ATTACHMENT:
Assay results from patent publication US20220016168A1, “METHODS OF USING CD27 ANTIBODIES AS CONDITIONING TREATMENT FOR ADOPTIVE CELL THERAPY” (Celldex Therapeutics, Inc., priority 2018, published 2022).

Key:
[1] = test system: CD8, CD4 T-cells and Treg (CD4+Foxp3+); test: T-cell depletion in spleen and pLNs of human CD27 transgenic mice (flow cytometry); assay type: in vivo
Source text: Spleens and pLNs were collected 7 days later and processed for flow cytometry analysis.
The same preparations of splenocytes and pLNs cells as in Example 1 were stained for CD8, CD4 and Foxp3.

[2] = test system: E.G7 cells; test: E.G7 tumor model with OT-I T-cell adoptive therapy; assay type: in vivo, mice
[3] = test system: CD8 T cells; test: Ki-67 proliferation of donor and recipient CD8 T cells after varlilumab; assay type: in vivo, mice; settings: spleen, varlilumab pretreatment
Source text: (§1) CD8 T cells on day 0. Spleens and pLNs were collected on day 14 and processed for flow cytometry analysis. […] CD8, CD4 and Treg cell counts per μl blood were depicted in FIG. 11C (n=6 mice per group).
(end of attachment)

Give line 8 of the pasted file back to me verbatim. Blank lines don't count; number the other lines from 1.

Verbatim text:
Source text: (§1) CD8 T cells on day 0. Spleens and pLNs were collected on day 14 and processed for flow cytometry analysis. […] CD8, CD4 and Treg cell counts per μl blood were depicted in FIG. 11C (n=6 mice per group).